And there’s another Tesla-Killer from China… The Beijing Motor Show was not only crowded by people, but Chinese manufacturers such as BYD (partly owned by Warren Buffet), BAIC, Cherry and Quintu showed their electronic concept cars. A very interesting view on electronic cars came from LeSEE, founded by billionaire Jia Yueting. Eventually, Jia said, the LeSEE could be offered free to its customers. The car would become only a part of an ecosystem. Jia’s LeEco, short for Le Ecosystem, seeks to disrupt the world by establishing a ‘future transportation ecosystem’ were the car is just another place were applications and subscriptions are used.
Ambitious Chinese billionaire
LeEco, formally known as LeTv or the ‘Chinese Netflix’ sees itself as a better innovator, than traditional carmakers, or Tesla for that matter. Even disruptors Uber, Apple, Amazon and Netflix don’t have the requirements to produce a mobility ecosystem. To underline its ambition to challenge the big names in Silicon Valley, the company opened its North American headquarters in San Jose on April 28th. The 80,000 square meter office, home for 800 employees, will also hold LeEco’s autonomous driving research center. LeFuture AI Institute, as the center will be called, is a partnership with Faraday Future, which is also backed by the Chinese billionaire Jia. In addition, LeEco is partnering with Aston Martin. The British sports car manufacturer seeks to offer its customers better experiences by using applications and content from LeEco. In return, LeEco benefits from Aston Martin’s know-how to turn the LeSEE into a real sports car.
“Hardware is dead”
The basic premise for the so-called ‘future transportation system’ is that there’s not a lot of money to be earned from hardware in the future. “Hardware is dead” and the car is just another product which enables the use of applications and services from the cloud. For instance, LeEco speaks of Video-as-a-Service (VaaS), a more or less comparable concept to the other cloud concepts IaaS, PaaS or SaaS. The idea is that it doesn’t matter through which device consumers use online video streaming services. Whether it’s a PC, smartphone, TV or even a car: all can be used to stream the newest movies and series. As a result, LeEco launched smartphones and smart TVs recently and the LeSEE is the logical next step to bring VaaS to end-users.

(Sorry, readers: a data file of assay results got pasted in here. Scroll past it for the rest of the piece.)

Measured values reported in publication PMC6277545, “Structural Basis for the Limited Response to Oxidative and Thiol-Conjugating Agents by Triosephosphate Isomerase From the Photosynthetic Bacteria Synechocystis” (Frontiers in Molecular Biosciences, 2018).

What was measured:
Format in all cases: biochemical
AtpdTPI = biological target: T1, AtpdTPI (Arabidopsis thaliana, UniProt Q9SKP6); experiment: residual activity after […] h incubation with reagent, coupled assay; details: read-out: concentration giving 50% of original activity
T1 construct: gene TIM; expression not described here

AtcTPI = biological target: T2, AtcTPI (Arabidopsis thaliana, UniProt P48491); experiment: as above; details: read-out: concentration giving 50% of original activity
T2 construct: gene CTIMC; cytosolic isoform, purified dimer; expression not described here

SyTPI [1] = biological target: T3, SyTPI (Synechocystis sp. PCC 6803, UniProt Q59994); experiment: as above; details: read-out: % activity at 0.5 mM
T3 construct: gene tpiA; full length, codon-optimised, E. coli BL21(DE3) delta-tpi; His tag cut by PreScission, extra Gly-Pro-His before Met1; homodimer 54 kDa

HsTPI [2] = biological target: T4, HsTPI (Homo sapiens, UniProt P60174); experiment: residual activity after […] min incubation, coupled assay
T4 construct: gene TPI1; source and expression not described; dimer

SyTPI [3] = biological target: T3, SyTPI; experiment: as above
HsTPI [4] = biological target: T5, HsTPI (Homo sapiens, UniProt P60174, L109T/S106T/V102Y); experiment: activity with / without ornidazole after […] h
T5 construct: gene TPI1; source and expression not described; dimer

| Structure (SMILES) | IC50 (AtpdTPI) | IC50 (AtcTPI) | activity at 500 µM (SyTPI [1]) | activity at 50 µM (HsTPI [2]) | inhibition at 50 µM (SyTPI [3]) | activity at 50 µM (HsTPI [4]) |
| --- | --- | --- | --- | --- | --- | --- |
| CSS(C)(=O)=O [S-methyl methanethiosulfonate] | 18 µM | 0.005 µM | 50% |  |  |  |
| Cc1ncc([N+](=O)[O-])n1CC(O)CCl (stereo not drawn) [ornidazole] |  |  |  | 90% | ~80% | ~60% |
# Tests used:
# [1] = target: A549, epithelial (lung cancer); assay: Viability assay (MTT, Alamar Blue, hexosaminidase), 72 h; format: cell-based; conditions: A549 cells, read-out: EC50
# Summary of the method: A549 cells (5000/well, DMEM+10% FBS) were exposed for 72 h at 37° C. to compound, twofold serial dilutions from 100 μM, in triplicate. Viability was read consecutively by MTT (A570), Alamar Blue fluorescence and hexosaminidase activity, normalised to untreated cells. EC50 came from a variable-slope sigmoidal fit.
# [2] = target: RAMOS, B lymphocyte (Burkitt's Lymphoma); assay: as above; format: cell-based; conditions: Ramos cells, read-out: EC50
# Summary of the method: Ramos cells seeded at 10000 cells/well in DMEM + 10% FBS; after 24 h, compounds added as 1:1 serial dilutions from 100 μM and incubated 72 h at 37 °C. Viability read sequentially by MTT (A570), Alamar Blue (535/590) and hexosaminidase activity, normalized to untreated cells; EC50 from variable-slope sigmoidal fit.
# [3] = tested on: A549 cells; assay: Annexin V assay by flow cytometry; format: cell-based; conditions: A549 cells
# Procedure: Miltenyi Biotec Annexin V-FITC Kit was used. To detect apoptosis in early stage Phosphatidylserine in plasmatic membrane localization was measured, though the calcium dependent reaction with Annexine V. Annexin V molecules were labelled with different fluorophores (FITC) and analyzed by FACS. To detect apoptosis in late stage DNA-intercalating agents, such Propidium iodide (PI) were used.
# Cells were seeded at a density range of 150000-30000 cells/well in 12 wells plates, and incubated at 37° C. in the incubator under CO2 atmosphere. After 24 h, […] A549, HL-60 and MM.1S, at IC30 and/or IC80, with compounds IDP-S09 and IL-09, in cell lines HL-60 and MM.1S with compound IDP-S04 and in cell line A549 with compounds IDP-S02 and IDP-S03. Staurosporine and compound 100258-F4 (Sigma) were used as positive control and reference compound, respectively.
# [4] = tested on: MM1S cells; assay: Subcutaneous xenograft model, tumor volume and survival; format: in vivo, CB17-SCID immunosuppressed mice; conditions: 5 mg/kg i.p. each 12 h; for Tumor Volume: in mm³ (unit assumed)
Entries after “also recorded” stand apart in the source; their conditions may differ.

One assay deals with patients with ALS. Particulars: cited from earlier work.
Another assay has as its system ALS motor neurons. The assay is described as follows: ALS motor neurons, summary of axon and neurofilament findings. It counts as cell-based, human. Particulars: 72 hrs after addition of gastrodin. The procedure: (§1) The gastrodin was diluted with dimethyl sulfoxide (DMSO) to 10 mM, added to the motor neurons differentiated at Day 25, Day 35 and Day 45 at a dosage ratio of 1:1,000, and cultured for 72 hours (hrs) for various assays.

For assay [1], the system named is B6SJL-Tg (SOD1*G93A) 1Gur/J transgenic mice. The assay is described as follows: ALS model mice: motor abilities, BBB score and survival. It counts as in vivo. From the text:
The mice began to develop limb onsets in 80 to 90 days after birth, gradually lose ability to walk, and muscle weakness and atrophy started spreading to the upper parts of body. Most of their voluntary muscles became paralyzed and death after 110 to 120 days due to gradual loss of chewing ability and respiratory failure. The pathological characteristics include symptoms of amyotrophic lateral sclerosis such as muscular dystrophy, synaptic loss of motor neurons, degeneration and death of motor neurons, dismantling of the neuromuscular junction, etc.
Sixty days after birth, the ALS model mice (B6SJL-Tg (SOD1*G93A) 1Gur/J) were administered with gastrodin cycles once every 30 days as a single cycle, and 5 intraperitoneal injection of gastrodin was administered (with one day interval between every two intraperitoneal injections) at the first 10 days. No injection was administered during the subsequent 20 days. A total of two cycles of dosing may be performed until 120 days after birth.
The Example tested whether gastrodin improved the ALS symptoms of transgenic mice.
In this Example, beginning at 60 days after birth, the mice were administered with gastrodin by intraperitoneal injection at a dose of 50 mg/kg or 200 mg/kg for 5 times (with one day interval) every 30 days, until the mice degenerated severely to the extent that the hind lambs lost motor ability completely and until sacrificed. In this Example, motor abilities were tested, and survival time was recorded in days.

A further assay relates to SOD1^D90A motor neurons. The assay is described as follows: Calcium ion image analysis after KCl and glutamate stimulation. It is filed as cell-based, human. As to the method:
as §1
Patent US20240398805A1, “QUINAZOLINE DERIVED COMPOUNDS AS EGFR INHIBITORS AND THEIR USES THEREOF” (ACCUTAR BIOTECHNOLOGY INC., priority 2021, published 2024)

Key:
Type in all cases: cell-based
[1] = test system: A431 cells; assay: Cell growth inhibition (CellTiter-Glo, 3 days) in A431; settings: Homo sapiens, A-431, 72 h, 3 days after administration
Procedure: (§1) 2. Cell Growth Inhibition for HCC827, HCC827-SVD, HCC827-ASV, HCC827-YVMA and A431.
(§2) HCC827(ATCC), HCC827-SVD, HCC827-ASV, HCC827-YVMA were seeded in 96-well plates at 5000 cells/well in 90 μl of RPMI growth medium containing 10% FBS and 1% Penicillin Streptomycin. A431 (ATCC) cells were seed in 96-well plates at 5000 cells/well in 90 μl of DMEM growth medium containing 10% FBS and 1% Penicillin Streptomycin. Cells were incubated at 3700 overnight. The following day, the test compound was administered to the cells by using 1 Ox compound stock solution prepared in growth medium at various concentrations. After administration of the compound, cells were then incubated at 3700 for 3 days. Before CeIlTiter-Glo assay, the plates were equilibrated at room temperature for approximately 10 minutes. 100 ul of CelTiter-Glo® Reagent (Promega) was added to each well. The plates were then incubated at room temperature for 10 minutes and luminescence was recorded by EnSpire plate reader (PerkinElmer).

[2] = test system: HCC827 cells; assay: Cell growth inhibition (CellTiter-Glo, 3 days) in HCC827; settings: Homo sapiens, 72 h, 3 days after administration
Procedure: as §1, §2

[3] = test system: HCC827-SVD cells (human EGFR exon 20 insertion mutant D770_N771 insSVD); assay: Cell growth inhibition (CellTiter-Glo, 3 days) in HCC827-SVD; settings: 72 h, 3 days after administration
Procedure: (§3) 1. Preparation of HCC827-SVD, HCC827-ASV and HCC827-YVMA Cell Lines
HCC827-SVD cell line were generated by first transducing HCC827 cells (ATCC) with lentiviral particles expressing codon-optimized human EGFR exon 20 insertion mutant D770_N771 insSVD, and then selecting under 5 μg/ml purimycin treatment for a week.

In the end, LeEco founder Jia believes that cars could be even offered free to consumers. Money will be made from subscriptions and other services. Obviously this should include much more than only VaaS to earn decent amounts of money. As indicated during the presentation of Faraday Future on the CES in Las Vegas earlier this year, the future of cars may come in form of a subscription, rather than the old model of owning a car.
Subscription revenues versus hardware costs
In essence, we already see other products and services that show us this particular concept. Think of Amazon, which offers Prime Video and Kindle Unlimited through its Kindle tablets and e-readers. But a car is definitely a totally different league. First of all, the main ‘service’ a car provides is mobility or transportation: getting customers from A to B. Mr. Jia may have a point that cars can be used for using video-streaming or other services, for now it’s just a by-product. Second, hardware costs are very high. Offering a car for free is certainly out of the question for the next few years, even offering at cost price wouldn’t be feasible. Think of Tesla’s struggles to become break-even, and the car maker is certainly not selling at discount prices.
The future: mobility subscriptions?
Nevertheless, thinking in terms of mobility subscriptions could well outline the future of transportation. It could be the next step from current monthly car subscriptions, or private lease. Consumers don’t actually own their cars during a (for instance) 36-months period, just like corporate lease. Ride-haul services such as Uber and Lyft bridge a gap between car ownership and mobility in cities. Outside cities, smaller communities experiment with local car sharing programs. But what if cars indeed become fully autonomous? A subscription based ride haul service could become an option. Combined with subscription to other services, transportation becomes a new experience. Car ownership is no longer needed when the transportation becomes on-demand. These developments explain why General Motors and Lyft formed an alliance recently.
There’s a big catch, underlining the statement of LeEco’s Jia that traditional car manufacturers may have difficulties to transform to this future reality. The need for cars could drastically decrease when cars can be shared during autonomous driving. Daily commutes could be planned more flexible, since the ride is no longer lost time. So that could mean much lower sales. A subscription model isn’t the problem, as manufacturers already show with private lease concepts. However, a world with less cars is probably not a desired outcome for traditional car makers…